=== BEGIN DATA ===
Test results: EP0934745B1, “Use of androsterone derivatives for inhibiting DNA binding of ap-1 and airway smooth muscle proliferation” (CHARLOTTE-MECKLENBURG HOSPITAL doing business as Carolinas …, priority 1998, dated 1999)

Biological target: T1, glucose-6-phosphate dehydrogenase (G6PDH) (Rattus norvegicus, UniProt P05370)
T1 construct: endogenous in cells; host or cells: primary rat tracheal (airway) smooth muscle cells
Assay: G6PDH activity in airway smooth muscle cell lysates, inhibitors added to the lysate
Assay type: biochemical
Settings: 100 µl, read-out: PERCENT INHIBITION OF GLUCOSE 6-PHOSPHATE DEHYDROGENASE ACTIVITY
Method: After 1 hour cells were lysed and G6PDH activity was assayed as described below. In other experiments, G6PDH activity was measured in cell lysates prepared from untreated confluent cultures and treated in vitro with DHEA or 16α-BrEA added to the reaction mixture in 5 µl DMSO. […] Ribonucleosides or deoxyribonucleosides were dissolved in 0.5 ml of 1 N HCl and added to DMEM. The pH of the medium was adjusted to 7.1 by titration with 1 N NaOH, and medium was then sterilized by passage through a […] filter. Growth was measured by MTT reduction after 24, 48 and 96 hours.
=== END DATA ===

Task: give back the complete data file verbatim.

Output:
Test results: EP0934745B1, “Use of androsterone derivatives for inhibiting DNA binding of ap-1 and airway smooth muscle proliferation” (CHARLOTTE-MECKLENBURG HOSPITAL doing business as Carolinas …, priority 1998, dated 1999)

Biological target: T1, glucose-6-phosphate dehydrogenase (G6PDH) (Rattus norvegicus, UniProt P05370)
T1 construct: endogenous in cells; host or cells: primary rat tracheal (airway) smooth muscle cells
Assay: G6PDH activity in airway smooth muscle cell lysates, inhibitors added to the lysate
Assay type: biochemical
Settings: 100 µl, read-out: PERCENT INHIBITION OF GLUCOSE 6-PHOSPHATE DEHYDROGENASE ACTIVITY
Method: After 1 hour cells were lysed and G6PDH activity was assayed as described below. In other experiments, G6PDH activity was measured in cell lysates prepared from untreated confluent cultures and treated in vitro with DHEA or 16α-BrEA added to the reaction mixture in 5 µl DMSO. […] Ribonucleosides or deoxyribonucleosides were dissolved in 0.5 ml of 1 N HCl and added to DMEM. The pH of the medium was adjusted to 7.1 by titration with 1 N NaOH, and medium was then sterilized by passage through a […] filter. Growth was measured by MTT reduction after 24, 48 and 96 hours.